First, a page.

In Portfolio Transactions Costs at U.S. Equity Mutual Funds (See also Mutual Fund Brokerage Commissions January 2004) Jason Karceski, Miles Livingston, and Edward O'Neal estimated equity funds incur an average annual explicit brokerage commission of 38 basis points and an average annual implicit trading cost of 58 basis points (using 2002 data). They found about 46% of all small cap mutual funds have trading costs that are higher than the annual fees investors pay. They suggested that many mutual fund investors are completely unaware of these trading costs and simply assume that the reported expense ratio includes them. Investors can attempt to access the data from the source Statement of Additional Information (SAI) via the SECís Edgar database.

     Attempts to analyze fixed income (Bond) transactions costs have been thus far less common, but progress has been made. There clearly are real costs in fixed income trading especially when an investor buys from a broker's inventory (in which case the price may be marked up significantly) rather than on the open market. The methodology for analyzing bond trading costs has historically been hampered in part due to a lack of transparency and market data for many fixed income securities. See Corporate Bond Trading Costs: A Peek Behind the Curtain (JOF) April 2001 (earlier version) in which Paul Schultz estimated average round-trip trading costs to be about $0.27 per $100 of par value.

     In Corporate Bond Market Transaction Costs and Transparency (June 2007, Journal of Finance), Amy Edwards, Larry Harris, and Micheal Piwowar summarize the improvement in transparency of corporate bond trading using NASD's TRACE (Trade Reporting and Compliance Engine) data from Jan 2003-Jan 2005 (12,320,016 trades, representing 9.3 trillion dollars of volume). The system became operational on July 1, 2002. By the end of their sample period, prices from about 99% of all trades representing about 95% of the dollar value traded were disseminated within 15 minutes. They "found that transaction costs were lower for transparent bonds than for similar opaque bonds, and that these costs fall when a bondís prices are made transparent. We interpret these results as evidence that transparency has improved liquidity in corporate bond markets." They found that corporate bonds are expensive for retail investors to trade. Effective spreads in corporate bonds averaged 1.24% of the price of representative retail-sized trades ($20,000). See page 42 which has a useful graph of expected costs by size of trade dropping from about 0.75% for smaller trades to only a few bps for very large trades.

     The Cost of Active Investing by Ken French was the Presidential Address in the Journal of Finance (August 2008). Using information from the Financial and Operational Combined Uniform Single (FOCUS), which include broker's commmissions and gains/losses from market making French's trading costs are much lower than other estimated trading costs presumably because he intentionally does not include impact between investors (which are a transfer) and not a cost to society. French estimated a 92% reduction in trading costs, from 146 basis points in 1980 to a tiny 11 basis points in 2006. As Ken French and others point out, the trading costs do not necessarily reflect a cost to society, in fact much of the trading costs are transfers from one investor to another (but they represent lost alpha in the Implementation Shortfall methodology regardless). They represent a difference between what a costless investor (or paper portfolio) can achieve and what the actual investor achieved.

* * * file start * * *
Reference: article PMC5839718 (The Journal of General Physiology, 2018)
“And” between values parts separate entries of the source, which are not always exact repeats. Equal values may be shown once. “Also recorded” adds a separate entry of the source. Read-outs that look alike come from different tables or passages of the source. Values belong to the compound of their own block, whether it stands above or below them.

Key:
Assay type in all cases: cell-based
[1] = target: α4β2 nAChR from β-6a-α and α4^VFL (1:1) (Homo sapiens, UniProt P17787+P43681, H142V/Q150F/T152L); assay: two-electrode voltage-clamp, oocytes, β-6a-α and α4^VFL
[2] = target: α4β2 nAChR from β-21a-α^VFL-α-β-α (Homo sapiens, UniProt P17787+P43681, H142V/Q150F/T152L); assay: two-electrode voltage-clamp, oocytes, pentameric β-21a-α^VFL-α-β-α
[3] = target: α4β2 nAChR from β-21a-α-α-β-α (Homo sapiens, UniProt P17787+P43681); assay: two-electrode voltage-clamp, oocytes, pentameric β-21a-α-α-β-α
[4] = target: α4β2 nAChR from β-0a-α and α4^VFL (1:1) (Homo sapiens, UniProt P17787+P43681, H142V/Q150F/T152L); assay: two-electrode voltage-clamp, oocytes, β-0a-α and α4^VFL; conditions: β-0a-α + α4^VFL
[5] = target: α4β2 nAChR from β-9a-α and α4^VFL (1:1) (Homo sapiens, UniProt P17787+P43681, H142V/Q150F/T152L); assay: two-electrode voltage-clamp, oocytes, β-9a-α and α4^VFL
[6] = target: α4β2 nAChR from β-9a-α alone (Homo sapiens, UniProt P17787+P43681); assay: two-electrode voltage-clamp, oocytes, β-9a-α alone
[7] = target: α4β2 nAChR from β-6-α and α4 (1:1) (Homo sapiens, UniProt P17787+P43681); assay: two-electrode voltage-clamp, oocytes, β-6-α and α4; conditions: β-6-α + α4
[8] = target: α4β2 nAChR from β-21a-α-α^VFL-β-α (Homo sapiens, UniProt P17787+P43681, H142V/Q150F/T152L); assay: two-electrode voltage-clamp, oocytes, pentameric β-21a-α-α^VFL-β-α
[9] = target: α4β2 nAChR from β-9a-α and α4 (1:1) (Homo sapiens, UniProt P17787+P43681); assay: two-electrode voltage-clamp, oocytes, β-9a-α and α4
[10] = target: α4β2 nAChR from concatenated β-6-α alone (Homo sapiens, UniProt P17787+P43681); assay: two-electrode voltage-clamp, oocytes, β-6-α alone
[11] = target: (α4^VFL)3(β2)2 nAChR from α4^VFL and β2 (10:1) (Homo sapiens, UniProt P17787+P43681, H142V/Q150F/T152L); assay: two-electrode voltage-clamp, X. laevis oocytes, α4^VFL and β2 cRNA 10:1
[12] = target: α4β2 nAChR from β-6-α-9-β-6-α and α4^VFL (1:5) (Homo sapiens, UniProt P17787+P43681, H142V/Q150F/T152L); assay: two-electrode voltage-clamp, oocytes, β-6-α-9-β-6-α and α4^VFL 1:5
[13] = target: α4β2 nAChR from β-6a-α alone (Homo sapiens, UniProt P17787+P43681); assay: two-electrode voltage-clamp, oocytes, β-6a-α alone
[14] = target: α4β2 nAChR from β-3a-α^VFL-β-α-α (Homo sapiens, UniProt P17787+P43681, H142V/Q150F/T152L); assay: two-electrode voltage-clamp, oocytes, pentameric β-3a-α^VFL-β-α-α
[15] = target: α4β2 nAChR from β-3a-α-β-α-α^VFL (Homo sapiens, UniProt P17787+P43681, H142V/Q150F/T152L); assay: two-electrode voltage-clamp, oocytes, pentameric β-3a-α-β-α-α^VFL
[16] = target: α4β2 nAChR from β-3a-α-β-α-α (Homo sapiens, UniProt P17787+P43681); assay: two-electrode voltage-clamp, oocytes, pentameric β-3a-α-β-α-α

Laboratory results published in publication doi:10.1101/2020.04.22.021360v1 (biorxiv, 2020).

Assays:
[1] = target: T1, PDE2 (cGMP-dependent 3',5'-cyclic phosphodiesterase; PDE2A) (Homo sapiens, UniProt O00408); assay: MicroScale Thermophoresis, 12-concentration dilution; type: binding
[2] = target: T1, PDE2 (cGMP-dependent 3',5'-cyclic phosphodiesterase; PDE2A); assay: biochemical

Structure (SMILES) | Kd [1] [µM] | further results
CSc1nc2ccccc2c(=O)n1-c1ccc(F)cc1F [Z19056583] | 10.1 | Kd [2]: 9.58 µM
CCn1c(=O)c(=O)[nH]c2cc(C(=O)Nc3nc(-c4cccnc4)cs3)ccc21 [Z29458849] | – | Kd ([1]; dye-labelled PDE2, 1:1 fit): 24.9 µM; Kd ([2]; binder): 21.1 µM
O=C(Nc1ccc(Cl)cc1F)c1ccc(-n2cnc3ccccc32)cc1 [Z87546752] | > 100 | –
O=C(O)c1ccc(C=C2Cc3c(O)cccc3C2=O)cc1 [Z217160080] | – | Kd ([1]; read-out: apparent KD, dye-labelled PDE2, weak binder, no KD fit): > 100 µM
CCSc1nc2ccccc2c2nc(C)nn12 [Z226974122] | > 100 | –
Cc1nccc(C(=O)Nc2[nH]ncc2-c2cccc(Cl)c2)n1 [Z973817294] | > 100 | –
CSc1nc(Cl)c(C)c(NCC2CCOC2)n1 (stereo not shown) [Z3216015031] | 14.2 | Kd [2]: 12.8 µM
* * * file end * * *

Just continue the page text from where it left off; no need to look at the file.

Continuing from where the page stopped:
Let's take a trading cost example. Let's say Jane and Jon are at a computer show. They are at an exhibit where the presenter shows them a new device that has both of them saying "that's really cool." The presenter tells them the device will go on sale the next day and he expects it to be a big hit. One of them jokes maybe its a good time to buy the stock. They both chuckle and walk away.

     Jan opens up her laptop and immediately puts in an order through her discount broker to buy 100 shares of the company, which is trading at $10. She pays an $8 dollar commission and crosses the bid-ask spread (paying 10.02) with a net cost of .1% or 10 basis points. Let's imagine Jon is a successful hedge fund manager. As he walks away he calls his head trader and tells him to buy up to 1 million shares of the stock, or whatever he can get by the close that day. At first his trader starts getting decent size trades, but then the supply of sellers dries up and the market seems to sense something is going on. By the end of the day they have filled half the order and the stock is up 7% to $10.70 (their average cost for the 500,000 shares comes to 5% or 500 basis points).

     By the open the next day, several favorable online articles have appeared about the device and the stock is up on the open another 3% to $11. Jane is ecstatic, because she's up almost 10% in one day. Jon is both happy and sad. He payed 5% for the shares he got and they are up almost 5% (his shares cost $5,250,000 and are worth $5,500,000 for a gain of just under 5% gain). But he only got half the order traded, so he has an opportunity cost of -10% on the 500,000 shares he didn't get. His implementation costs for the million share order is the trading cost (50% times -5%) plus the opportunity cost (50% times -10%) or -7.5%.

     Ultimately best execution, though frequently mentioned, has not been defined by the SEC. Some firms might consider best execution beating an average price over a certain period of time, while others might consider Implementation Shortfall or price move from start time to be the metric for determining the best execution. The CFA Institute's Trade Management Guidelines is one of the most informative reads on the subject. The Guidelines are divided into three areas: (1) Processes, (2) Disclosures, and (3) Record Keeping.